Robust risk aggregation with neural networks
Michael Kupper and
Papers from arXiv.org
We consider settings in which the distribution of a multivariate random variable is partly ambiguous. We assume the ambiguity lies on the level of the dependence structure, and that the marginal distributions are known. Furthermore, a current best guess for the distribution, called reference measure, is available. We work with the set of distributions that are both close to the given reference measure in a transportation distance (e.g. the Wasserstein distance), and additionally have the correct marginal structure. The goal is to find upper and lower bounds for integrals of interest with respect to distributions in this set. The described problem appears naturally in the context of risk aggregation. When aggregating different risks, the marginal distributions of these risks are known and the task is to quantify their joint effect on a given system. This is typically done by applying a meaningful risk measure to the sum of the individual risks. For this purpose, the stochastic interdependencies between the risks need to be specified. In practice the models of this dependence structure are however subject to relatively high model ambiguity. The contribution of this paper is twofold: Firstly, we derive a dual representation of the considered problem and prove that strong duality holds. Secondly, we propose a generally applicable and computationally feasible method, which relies on neural networks, in order to numerically solve the derived dual problem. The latter method is tested on a number of toy examples, before it is finally applied to perform robust risk aggregation in a real world instance.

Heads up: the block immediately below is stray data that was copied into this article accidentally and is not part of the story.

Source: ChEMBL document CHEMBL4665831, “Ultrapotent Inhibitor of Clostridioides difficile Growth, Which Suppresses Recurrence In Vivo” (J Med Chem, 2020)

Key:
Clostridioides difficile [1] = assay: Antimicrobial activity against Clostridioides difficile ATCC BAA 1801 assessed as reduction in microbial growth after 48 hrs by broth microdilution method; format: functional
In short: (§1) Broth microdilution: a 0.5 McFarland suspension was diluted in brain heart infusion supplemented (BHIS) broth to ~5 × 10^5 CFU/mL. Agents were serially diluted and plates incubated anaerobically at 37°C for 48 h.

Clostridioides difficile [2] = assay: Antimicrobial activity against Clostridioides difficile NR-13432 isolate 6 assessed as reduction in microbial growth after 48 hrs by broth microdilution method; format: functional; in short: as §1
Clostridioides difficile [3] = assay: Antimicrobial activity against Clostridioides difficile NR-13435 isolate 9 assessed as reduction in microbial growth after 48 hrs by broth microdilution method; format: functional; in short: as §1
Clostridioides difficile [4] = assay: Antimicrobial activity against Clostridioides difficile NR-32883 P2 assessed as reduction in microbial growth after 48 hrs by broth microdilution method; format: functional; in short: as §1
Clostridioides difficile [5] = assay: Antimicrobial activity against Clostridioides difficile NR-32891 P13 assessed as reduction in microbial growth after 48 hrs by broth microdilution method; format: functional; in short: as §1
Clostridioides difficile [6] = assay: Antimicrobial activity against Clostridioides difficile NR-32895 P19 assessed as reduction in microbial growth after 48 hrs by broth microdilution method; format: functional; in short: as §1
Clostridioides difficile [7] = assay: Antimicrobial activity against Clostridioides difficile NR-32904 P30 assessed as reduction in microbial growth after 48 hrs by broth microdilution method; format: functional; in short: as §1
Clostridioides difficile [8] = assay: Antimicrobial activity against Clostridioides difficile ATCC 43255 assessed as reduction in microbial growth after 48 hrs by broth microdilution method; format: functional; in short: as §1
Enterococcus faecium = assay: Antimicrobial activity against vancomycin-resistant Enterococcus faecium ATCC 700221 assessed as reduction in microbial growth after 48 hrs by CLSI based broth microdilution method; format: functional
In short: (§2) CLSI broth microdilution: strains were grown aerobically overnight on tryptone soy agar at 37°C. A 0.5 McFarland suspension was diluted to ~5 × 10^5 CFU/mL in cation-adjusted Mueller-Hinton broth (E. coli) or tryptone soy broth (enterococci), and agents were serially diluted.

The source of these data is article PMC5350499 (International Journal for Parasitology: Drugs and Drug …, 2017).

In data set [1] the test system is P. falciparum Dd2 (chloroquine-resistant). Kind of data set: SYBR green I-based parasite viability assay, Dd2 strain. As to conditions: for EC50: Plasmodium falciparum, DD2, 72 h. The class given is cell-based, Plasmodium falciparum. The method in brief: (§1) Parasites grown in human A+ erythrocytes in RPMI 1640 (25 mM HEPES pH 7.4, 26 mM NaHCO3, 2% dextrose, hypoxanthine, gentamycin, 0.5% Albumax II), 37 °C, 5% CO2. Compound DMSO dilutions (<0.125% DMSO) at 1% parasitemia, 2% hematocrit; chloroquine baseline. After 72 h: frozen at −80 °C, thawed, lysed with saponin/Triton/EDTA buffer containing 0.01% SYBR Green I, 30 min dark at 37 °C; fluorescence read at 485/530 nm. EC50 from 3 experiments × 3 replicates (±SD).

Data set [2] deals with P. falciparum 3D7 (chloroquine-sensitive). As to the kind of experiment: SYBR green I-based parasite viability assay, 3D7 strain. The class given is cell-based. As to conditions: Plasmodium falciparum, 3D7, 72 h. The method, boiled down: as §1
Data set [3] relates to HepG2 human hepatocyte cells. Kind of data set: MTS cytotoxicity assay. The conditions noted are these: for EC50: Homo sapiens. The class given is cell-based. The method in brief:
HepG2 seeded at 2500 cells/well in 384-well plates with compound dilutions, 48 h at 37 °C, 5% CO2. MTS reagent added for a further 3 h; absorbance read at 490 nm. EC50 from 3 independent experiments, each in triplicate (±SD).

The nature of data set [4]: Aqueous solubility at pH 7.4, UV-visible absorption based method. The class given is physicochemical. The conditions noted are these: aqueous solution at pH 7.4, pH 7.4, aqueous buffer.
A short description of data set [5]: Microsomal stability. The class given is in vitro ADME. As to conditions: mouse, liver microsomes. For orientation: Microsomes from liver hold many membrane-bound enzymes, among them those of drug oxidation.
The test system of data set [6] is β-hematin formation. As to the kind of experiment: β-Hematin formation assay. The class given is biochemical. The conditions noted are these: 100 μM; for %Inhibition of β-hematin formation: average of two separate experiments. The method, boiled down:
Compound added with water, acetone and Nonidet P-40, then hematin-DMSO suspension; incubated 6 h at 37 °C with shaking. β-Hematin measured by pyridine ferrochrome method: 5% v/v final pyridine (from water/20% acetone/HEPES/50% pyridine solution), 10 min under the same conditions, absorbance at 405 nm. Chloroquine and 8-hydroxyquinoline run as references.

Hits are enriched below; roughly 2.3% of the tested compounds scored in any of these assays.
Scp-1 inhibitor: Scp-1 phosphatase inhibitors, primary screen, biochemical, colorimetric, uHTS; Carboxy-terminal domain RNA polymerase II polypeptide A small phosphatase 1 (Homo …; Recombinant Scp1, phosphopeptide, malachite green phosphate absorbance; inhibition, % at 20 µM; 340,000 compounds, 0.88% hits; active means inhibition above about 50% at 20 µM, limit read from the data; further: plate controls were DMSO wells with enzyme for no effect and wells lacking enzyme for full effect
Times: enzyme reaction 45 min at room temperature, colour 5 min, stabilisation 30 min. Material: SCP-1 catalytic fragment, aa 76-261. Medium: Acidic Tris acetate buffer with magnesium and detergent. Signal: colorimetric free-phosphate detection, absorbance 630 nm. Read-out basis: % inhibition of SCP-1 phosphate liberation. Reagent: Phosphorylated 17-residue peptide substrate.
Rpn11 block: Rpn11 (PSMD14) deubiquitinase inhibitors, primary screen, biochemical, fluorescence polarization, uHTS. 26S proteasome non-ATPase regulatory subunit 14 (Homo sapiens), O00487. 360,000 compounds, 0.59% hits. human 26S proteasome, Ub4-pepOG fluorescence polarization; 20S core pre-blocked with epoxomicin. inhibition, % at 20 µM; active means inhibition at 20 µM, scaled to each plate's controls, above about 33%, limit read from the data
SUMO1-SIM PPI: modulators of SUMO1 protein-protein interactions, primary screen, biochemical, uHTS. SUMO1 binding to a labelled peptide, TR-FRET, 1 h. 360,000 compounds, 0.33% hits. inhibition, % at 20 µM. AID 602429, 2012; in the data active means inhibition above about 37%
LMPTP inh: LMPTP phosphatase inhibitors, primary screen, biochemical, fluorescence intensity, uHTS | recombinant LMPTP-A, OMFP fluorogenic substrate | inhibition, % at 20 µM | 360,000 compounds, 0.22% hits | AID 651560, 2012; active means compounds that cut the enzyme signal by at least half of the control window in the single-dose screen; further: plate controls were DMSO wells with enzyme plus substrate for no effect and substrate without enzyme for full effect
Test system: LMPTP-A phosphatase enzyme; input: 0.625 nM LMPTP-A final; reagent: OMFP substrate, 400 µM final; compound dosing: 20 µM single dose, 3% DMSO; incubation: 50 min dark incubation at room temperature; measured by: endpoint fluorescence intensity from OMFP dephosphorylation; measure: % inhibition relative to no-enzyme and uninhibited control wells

Date: 2018-11, Revised 2020-05
New Economics Papers: this item is included in nep-cmp and nep-rmg
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